The small child cries hysterically on the hospital bed, covered in dust and blood. The video, posted by the pro-Syrian government news agency al-Akhbariya, shows scene after scene of civilian men, women, and children injured from what they say were rockets launched by armed opposition groups in the al-Hamdaniya neighborhood of government-held western Aleppo. Meanwhile, the Syrian Observatory for Human Rights reported last week that a school in al-Shahbaa neighborhood was hit by munitions launched by rebel groups from eastern Aleppo, killing six children in the school. A tribute to a young boy killed in the attack was published on the school’s Facebook page.
These are but a few of the abuses reportedly taking place in western Aleppo since rebel groups launched an offensive on October 21 to break the siege on eastern Aleppo. Joint Syrian-Russian military operations in the east have killed thousands of civilians, and the government siege of the city hasn’t allowed much-needed aid into the area since July.
While the atrocities unfolding in eastern Aleppo have rightly sparked international outrage and media attention, any abuses by rebels against civilians in western Aleppo have largely gone unreported. This is partly due to the challenges that independent observers like Human Rights Watch face in getting visas to the west of the city and other government-held areas, but also because many people in western Aleppo are afraid to talk to human rights groups because they fear government repercussions.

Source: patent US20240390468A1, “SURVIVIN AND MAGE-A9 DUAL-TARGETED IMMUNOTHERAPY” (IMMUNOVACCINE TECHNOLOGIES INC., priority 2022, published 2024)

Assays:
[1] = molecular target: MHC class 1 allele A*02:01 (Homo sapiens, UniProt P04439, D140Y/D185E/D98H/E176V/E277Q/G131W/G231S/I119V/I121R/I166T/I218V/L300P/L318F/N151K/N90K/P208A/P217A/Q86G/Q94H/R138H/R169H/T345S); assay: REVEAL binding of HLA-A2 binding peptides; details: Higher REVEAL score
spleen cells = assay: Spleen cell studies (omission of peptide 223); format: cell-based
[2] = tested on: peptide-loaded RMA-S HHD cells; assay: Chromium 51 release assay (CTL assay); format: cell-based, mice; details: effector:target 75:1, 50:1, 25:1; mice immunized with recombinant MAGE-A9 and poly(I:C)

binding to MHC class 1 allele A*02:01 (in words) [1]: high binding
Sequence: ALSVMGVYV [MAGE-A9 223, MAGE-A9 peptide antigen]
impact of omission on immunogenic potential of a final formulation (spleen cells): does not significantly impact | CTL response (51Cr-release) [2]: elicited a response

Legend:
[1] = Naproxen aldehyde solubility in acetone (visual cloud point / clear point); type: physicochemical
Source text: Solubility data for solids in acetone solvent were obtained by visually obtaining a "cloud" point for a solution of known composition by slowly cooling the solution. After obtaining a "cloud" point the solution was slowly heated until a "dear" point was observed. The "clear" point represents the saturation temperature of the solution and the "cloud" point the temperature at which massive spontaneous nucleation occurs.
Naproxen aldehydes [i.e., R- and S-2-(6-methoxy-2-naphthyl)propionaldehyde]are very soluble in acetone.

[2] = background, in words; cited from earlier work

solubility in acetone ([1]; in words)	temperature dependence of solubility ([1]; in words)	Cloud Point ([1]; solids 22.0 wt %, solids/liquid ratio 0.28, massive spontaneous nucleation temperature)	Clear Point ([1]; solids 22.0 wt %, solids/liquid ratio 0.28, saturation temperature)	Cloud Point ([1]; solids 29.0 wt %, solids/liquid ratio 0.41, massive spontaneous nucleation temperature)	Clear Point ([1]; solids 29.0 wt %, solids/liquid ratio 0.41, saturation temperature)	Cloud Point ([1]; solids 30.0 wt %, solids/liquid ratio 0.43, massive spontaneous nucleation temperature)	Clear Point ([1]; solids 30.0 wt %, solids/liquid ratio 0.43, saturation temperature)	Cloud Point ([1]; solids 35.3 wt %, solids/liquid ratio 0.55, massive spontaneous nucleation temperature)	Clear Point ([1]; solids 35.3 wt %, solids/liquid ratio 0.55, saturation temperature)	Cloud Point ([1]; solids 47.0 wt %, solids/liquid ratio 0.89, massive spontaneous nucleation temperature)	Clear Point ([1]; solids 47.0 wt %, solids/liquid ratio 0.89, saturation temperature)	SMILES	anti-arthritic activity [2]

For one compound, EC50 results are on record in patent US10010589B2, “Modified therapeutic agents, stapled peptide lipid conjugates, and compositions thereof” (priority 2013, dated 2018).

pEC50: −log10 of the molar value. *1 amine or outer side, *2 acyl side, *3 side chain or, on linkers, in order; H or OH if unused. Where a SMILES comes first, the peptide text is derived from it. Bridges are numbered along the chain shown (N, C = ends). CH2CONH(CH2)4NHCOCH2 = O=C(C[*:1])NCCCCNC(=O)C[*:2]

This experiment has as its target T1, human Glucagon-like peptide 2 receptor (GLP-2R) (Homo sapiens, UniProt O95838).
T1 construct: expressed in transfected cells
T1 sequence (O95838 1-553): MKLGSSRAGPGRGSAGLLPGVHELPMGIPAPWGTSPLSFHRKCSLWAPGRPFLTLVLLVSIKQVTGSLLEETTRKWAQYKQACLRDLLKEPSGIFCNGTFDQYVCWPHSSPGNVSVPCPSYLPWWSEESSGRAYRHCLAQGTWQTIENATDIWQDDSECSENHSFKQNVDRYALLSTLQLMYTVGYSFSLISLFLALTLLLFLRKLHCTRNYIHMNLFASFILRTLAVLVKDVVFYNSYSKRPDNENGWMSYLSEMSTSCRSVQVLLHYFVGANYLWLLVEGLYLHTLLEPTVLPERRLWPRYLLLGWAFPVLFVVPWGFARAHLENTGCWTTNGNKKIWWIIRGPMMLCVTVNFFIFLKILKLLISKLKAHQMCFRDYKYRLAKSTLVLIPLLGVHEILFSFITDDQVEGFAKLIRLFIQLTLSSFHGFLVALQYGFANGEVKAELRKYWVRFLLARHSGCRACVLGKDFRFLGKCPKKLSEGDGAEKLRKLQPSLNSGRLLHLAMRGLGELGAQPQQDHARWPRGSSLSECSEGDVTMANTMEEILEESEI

Yet rebel groups in eastern Aleppo have given us some indications into what they are doing by publishing videos showing their fighters launching improvised and unguided rocket attacks from east Aleppo into heavily populated areas in the west, and even of preparing suicide bombers to launch attacks. According to the United Nations, more than 30 civilians, including 10 children, were reportedly killed and dozens of others injured as a result of attacks on October 29 and 30 on western Aleppo.
These tactics are the same as those that have been used by rebel groups targeting government-held territory in Damascus and Homs resulting in the deaths of hundreds of civilians.
Regardless of the injuries inflicted during conflict or while under siege all warring parties, including rebel groups, need to obey the rules of war. That means not deliberately target civilians in attacks; taking care to distinguish between civilians and combatants at all times; and not causing civilian casualties that are disproportionate to the expected military gain. Those who flout these rules could be prosecuted for war crimes.
Despite the devastation wrought on civilians in Aleppo, paralysis at the Security Council has failed to protect civilians in the city. Given the Security Council’s lamentable failure, it’s time for UN member states to now request an emergency General Assembly special session on Syria, in which to demand an immediate end to unlawful attacks, and push for a special investigative mechanism on atrocity crimes in Syria, with a view to preparing cases for future criminal prosecutions.
All Syria’s victims, no matter which side of the war they are stuck in, deserve justice.